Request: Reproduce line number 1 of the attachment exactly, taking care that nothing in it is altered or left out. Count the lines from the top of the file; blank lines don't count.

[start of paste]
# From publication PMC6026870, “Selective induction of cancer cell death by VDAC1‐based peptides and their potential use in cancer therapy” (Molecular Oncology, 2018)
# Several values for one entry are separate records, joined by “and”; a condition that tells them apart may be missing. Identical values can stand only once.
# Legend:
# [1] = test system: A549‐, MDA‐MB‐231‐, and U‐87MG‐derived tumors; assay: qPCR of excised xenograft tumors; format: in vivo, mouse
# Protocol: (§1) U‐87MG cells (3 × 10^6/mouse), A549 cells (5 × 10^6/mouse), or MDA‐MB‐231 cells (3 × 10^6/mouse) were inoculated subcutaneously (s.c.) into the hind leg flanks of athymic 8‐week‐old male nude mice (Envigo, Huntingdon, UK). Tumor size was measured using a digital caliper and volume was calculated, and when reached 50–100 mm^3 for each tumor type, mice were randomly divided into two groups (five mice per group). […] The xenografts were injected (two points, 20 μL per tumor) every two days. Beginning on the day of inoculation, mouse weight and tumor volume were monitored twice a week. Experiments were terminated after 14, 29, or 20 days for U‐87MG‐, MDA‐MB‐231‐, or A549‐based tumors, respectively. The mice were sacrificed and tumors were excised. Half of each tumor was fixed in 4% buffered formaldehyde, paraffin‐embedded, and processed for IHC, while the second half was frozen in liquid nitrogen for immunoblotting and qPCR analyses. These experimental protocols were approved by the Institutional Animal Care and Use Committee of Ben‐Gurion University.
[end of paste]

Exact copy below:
# From publication PMC6026870, “Selective induction of cancer cell death by VDAC1‐based peptides and their potential use in cancer therapy” (Molecular Oncology, 2018)